A supermajority of employees at Workinman Interactive has filed a petition to unionize under the International Alliance of Theatrical Stage Employees (IATSE).
According to IATSE, management at the company refused to voluntarily recognize the union, so a petition for representation election with the National Labor Relations Board was filed on August 16.
Based in Rochester, New York, Workinman works with companies including Nickelodeon, Disney, and Nintendo to create interactive experiences for museums and community spaces. According to IATSE, Workinman employees want to improve working conditions and set a precedent for other gaming industry workers.
Workinman project manager Matthew Vimislik explained:
Game production is a cacophony of different jobs and disciplines pitted against each other for smaller and smaller pieces of a big pie. I believe IATSE’s experiences representing wide swathes of the entertainment industry gives us the best chance of navigating the various needs of our workers, and create a sense of solidarity for artists, programmers, producers, and engineers.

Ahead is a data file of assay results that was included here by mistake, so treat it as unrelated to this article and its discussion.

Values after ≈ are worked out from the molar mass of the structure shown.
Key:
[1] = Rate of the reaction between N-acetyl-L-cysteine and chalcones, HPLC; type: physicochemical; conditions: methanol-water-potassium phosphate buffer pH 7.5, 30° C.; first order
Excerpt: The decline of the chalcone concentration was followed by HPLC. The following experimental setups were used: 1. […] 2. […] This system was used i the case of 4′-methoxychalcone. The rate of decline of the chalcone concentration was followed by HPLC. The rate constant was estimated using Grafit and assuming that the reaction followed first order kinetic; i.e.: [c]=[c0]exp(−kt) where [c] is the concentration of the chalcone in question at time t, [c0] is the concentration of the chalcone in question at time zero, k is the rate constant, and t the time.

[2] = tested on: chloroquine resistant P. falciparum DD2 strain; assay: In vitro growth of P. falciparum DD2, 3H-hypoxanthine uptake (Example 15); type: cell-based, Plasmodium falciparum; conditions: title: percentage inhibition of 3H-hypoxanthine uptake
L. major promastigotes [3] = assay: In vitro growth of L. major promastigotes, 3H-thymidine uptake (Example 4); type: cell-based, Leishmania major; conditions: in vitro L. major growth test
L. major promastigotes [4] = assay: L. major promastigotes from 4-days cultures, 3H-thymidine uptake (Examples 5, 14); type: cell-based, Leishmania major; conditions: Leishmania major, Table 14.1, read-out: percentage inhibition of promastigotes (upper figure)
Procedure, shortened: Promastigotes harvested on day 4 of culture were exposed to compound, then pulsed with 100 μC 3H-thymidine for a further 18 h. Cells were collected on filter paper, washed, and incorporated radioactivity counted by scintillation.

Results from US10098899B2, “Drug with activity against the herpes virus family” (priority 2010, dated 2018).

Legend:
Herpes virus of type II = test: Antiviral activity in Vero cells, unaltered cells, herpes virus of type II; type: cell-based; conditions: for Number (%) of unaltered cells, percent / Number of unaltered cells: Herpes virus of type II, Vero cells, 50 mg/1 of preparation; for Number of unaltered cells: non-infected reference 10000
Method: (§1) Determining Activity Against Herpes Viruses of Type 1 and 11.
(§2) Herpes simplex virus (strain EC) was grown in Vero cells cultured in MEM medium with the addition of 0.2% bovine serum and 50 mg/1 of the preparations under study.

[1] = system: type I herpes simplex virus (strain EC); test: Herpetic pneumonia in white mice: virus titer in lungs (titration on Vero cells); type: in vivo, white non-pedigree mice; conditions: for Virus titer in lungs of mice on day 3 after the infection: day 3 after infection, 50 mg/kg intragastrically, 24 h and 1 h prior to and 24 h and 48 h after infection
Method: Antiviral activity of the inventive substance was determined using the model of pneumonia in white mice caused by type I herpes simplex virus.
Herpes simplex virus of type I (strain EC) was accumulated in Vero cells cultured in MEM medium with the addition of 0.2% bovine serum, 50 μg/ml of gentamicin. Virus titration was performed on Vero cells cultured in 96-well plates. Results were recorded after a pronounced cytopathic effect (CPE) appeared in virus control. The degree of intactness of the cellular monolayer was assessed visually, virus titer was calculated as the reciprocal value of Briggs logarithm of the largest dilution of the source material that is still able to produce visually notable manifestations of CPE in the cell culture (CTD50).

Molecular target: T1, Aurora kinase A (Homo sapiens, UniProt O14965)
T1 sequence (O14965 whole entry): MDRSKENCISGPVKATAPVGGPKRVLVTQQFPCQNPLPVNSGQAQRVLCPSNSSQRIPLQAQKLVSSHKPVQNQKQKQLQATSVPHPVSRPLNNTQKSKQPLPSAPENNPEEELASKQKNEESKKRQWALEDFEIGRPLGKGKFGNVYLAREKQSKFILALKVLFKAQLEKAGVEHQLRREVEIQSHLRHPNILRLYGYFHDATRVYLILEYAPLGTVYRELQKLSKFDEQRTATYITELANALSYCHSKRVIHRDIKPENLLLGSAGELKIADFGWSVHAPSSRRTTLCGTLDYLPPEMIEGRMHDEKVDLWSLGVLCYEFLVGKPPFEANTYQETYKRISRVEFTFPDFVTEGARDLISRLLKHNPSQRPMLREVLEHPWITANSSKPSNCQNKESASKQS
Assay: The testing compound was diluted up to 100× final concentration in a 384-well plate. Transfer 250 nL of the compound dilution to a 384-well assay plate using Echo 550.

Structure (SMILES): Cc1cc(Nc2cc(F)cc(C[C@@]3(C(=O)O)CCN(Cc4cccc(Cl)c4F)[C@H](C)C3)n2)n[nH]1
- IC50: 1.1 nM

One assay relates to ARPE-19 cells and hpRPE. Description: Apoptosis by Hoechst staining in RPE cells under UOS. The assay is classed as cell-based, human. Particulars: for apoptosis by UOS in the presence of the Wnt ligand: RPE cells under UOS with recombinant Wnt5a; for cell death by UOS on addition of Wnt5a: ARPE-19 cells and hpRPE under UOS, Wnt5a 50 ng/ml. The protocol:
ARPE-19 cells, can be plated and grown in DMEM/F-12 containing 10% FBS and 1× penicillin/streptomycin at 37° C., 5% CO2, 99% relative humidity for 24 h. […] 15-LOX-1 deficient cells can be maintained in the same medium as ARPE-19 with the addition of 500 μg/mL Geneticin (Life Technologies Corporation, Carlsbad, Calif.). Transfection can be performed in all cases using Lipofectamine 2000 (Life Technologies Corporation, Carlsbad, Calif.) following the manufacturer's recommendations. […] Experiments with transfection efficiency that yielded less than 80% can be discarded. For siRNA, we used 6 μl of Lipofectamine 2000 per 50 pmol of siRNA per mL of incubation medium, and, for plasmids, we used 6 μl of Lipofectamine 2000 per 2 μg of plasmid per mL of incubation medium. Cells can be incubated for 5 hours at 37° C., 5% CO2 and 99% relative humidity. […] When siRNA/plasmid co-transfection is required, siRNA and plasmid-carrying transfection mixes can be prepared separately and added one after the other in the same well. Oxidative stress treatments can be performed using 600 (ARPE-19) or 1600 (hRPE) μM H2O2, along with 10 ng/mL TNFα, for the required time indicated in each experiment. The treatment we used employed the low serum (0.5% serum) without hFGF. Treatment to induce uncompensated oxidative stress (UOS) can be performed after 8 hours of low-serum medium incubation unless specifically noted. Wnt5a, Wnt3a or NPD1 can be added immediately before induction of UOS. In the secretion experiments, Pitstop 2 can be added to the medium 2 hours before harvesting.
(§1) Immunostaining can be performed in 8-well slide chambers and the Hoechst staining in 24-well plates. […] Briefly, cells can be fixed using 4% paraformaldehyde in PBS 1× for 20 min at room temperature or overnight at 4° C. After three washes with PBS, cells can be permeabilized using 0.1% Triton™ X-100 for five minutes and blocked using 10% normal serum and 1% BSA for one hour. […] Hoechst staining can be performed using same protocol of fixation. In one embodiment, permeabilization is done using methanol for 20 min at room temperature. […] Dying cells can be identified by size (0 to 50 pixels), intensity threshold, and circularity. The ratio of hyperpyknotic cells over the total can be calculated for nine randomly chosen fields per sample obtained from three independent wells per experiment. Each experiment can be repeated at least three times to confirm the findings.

In a statement, IATSE International President Matthew D. Loeb said:
IATSE was built by workers in the entertainment industry who faced long hours, precarious employment, and pay that didn’t reflect their skills, talents, and dedication. The issues facing video game workers are the very issues this union has fought to address through collective bargaining for 130 years. Between major IATSE employers expanding into games to create new revenue streams, several IATSE members who have taken their unique professional expertise into this thriving field, and an unprecedented wave of solidarity that’s breaking down old barriers across the entertainment industry, now is the time.
Although the Workinman unit is the first to unionize with IATSE, other groups of video game workers have been embracing collective bargaining over the past few years. Quality assurance workers at Raven Software, an Activision Blizzard company, voted to unionize last year through the Communications Workers of America. In December, QA testers at Blizzard Albany joined their colleagues in seeking union representation. In April of this year, a supermajority of workers at Sega of America announced that they are unionizing as the Allied Employees Guild Improving Sega (AEGIS). And several other groups in the U.S. and Canada have begun to organize, mirroring what has been happening with production workers in animation and more recently, vfx workers.